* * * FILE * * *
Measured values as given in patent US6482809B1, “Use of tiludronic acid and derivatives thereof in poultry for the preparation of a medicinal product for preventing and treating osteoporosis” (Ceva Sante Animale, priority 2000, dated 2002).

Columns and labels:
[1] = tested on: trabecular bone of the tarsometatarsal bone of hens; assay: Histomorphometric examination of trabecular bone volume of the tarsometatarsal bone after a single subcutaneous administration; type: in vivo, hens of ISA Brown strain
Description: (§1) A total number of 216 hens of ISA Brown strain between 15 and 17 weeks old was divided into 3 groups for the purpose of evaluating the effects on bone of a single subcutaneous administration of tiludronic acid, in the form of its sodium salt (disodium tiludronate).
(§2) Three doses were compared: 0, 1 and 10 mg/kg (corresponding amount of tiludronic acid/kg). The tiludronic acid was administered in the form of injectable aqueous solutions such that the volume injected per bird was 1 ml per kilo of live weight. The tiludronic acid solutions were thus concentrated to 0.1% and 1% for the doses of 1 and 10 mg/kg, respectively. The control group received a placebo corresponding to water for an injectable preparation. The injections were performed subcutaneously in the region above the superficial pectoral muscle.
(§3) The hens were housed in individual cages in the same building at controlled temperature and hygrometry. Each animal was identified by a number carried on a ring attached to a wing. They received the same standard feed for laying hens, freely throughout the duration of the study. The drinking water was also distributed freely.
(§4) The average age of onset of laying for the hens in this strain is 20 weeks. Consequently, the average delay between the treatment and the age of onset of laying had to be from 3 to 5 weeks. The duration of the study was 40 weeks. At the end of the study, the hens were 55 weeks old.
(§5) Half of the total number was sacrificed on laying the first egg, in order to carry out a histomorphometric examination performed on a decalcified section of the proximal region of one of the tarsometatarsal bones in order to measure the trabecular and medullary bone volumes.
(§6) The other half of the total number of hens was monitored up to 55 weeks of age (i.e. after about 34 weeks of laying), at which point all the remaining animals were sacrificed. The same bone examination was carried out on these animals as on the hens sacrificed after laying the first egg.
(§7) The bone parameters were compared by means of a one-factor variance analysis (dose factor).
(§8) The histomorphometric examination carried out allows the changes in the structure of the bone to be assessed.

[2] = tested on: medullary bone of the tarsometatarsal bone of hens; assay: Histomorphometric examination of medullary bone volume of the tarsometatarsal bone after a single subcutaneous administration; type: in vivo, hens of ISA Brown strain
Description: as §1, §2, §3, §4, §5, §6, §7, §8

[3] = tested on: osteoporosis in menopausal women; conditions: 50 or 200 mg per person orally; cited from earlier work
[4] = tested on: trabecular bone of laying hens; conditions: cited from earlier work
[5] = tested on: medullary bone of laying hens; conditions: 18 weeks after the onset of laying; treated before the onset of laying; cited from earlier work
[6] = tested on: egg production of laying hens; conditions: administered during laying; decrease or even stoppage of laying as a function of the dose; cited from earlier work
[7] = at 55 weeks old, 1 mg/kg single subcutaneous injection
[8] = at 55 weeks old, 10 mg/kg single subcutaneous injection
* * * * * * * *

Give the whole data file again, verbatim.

Measured values as given in patent US6482809B1, “Use of tiludronic acid and derivatives thereof in poultry for the preparation of a medicinal product for preventing and treating osteoporosis” (Ceva Sante Animale, priority 2000, dated 2002).

Columns and labels:
[1] = tested on: trabecular bone of the tarsometatarsal bone of hens; assay: Histomorphometric examination of trabecular bone volume of the tarsometatarsal bone after a single subcutaneous administration; type: in vivo, hens of ISA Brown strain
Description: (§1) A total number of 216 hens of ISA Brown strain between 15 and 17 weeks old was divided into 3 groups for the purpose of evaluating the effects on bone of a single subcutaneous administration of tiludronic acid, in the form of its sodium salt (disodium tiludronate).
(§2) Three doses were compared: 0, 1 and 10 mg/kg (corresponding amount of tiludronic acid/kg). The tiludronic acid was administered in the form of injectable aqueous solutions such that the volume injected per bird was 1 ml per kilo of live weight. The tiludronic acid solutions were thus concentrated to 0.1% and 1% for the doses of 1 and 10 mg/kg, respectively. The control group received a placebo corresponding to water for an injectable preparation. The injections were performed subcutaneously in the region above the superficial pectoral muscle.
(§3) The hens were housed in individual cages in the same building at controlled temperature and hygrometry. Each animal was identified by a number carried on a ring attached to a wing. They received the same standard feed for laying hens, freely throughout the duration of the study. The drinking water was also distributed freely.
(§4) The average age of onset of laying for the hens in this strain is 20 weeks. Consequently, the average delay between the treatment and the age of onset of laying had to be from 3 to 5 weeks. The duration of the study was 40 weeks. At the end of the study, the hens were 55 weeks old.
(§5) Half of the total number was sacrificed on laying the first egg, in order to carry out a histomorphometric examination performed on a decalcified section of the proximal region of one of the tarsometatarsal bones in order to measure the trabecular and medullary bone volumes.
(§6) The other half of the total number of hens was monitored up to 55 weeks of age (i.e. after about 34 weeks of laying), at which point all the remaining animals were sacrificed. The same bone examination was carried out on these animals as on the hens sacrificed after laying the first egg.
(§7) The bone parameters were compared by means of a one-factor variance analysis (dose factor).
(§8) The histomorphometric examination carried out allows the changes in the structure of the bone to be assessed.

[2] = tested on: medullary bone of the tarsometatarsal bone of hens; assay: Histomorphometric examination of medullary bone volume of the tarsometatarsal bone after a single subcutaneous administration; type: in vivo, hens of ISA Brown strain
Description: as §1, §2, §3, §4, §5, §6, §7, §8

[3] = tested on: osteoporosis in menopausal women; conditions: 50 or 200 mg per person orally; cited from earlier work
[4] = tested on: trabecular bone of laying hens; conditions: cited from earlier work
[5] = tested on: medullary bone of laying hens; conditions: 18 weeks after the onset of laying; treated before the onset of laying; cited from earlier work
[6] = tested on: egg production of laying hens; conditions: administered during laying; decrease or even stoppage of laying as a function of the dose; cited from earlier work
[7] = at 55 weeks old, 1 mg/kg single subcutaneous injection
[8] = at 55 weeks old, 10 mg/kg single subcutaneous injection